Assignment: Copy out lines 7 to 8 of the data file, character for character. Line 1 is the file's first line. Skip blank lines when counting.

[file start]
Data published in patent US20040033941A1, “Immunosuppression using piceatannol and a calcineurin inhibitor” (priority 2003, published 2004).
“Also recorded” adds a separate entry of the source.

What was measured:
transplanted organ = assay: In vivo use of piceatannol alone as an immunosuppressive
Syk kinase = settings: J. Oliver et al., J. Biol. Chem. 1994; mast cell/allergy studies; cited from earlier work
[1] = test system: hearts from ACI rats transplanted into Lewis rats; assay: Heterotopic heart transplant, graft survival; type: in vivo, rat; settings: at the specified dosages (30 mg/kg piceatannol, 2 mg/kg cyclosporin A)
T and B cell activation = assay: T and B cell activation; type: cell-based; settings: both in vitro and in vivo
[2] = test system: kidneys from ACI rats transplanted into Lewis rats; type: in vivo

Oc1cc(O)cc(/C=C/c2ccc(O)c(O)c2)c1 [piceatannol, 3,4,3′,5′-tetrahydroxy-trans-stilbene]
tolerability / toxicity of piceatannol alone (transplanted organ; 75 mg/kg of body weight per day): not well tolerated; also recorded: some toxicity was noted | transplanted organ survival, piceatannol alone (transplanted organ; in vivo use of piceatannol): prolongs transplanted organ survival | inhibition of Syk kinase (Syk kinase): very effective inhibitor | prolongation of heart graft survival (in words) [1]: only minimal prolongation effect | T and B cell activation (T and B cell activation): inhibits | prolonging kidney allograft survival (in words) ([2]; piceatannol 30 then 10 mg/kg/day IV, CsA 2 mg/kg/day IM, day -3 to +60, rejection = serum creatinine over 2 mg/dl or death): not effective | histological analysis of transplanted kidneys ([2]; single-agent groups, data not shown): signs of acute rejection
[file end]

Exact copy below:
T and B cell activation = assay: T and B cell activation; type: cell-based; settings: both in vitro and in vivo
[2] = test system: kidneys from ACI rats transplanted into Lewis rats; type: in vivo